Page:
Foreclosure filings fell to their lowest level since July 2007, driven by declines in foreclosure-burdened states like California, Arizona and Nevada.
Data firm RealtyTrac said 188,780 homes received a foreclosure filing — which includes default notices, scheduled foreclosure auctions and bank-owned properties — in April, dropping 5% from March and 14% from a year earlier.
Foreclosure activity dipped 67% in Nevada, 44% in Arizona and 30% in California from April 2011.
“Those three states, and several other nonjudicial foreclosure states like them, more efficiently processed foreclosures last year, resulting in fewer catch-up foreclosures this year,” RealtyTrac CEO Brandon Moore said in a news release.
Fewer homes are finding their way through the foreclosure process as short sales gain popularity, Moore said. Real estate owned properties, or bank repossessions, fell 7% from March and 26% from April 2011.
And in preliminary first-quarter sales data, RealtyTrac said short sales look set to outpace REO sales in 12 states, including California and Arizona.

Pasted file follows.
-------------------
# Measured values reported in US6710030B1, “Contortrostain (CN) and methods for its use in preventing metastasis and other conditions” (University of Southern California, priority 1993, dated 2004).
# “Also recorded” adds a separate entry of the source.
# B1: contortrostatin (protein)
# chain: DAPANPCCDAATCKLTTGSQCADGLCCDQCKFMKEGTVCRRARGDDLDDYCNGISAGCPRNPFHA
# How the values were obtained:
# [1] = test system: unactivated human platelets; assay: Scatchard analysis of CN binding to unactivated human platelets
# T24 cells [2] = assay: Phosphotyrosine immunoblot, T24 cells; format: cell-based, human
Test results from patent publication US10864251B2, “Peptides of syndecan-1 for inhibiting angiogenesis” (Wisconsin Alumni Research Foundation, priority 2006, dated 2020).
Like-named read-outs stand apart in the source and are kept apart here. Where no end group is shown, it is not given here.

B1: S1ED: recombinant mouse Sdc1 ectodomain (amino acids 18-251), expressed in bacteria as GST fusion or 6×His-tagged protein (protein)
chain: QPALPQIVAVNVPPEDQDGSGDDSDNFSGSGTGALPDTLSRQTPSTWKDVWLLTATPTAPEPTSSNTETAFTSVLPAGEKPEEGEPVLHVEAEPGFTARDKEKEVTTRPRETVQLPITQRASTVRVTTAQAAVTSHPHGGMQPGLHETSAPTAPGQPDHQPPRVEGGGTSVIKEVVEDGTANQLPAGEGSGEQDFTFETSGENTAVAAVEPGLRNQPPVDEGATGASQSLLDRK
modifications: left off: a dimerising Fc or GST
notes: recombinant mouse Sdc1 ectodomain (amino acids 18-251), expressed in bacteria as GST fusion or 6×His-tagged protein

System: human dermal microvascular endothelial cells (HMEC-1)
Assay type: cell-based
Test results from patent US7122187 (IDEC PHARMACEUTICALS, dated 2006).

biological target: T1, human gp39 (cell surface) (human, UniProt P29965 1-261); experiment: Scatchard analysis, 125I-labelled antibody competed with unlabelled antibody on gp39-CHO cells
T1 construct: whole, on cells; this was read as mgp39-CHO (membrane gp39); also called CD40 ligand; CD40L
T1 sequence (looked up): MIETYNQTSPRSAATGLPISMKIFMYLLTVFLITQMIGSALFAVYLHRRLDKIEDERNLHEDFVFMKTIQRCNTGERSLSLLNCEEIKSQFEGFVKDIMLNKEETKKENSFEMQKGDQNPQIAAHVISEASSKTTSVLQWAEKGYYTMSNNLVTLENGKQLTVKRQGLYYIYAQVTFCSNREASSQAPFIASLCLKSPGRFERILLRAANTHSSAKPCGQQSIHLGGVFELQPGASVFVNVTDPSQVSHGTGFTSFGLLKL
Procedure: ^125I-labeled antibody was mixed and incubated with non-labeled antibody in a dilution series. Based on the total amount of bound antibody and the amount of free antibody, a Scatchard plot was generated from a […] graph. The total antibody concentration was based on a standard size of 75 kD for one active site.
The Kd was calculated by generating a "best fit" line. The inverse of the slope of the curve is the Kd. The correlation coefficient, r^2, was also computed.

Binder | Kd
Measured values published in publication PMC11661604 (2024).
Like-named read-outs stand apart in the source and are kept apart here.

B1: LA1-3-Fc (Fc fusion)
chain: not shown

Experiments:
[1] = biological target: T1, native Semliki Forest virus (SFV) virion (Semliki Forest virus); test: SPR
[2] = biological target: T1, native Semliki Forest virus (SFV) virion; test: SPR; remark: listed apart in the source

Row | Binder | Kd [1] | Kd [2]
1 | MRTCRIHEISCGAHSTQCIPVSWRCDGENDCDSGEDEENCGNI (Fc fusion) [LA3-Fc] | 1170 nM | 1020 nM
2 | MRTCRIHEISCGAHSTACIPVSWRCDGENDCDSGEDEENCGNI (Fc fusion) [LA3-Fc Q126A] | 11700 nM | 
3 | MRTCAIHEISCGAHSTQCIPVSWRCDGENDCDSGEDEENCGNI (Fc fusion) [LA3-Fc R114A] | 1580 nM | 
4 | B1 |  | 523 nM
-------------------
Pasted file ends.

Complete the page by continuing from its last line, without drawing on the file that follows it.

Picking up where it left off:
But the overall U.S. decline in filings masked increases elsewhere across the country, Moore said. Florida and Illinois foreclosure filings rose roughly 26% from April 2011, as metro areas in those states saw huge increases. Miami and Tampa filings rose 38% and 59%, respectively, and Chicago registered a 26% increase.
In the 26 judicial foreclosure states, including Florida and Illinois, filings rose 15% from a year earlier, while nonjudicial states saw a 29% decline.
Foreclosure starts, either default notices or scheduled auctions, fell 4% from March and 2% from April 2011. Twenty-seven states recorded annual increases, including steep rises in New Jersey (180%) and Utah (179%).
Nevada reclaimed its unfortunate top foreclosure rate spot in April after it ended a 62-month streak in March. One in every 300 homes in the state received a foreclosure filing last month.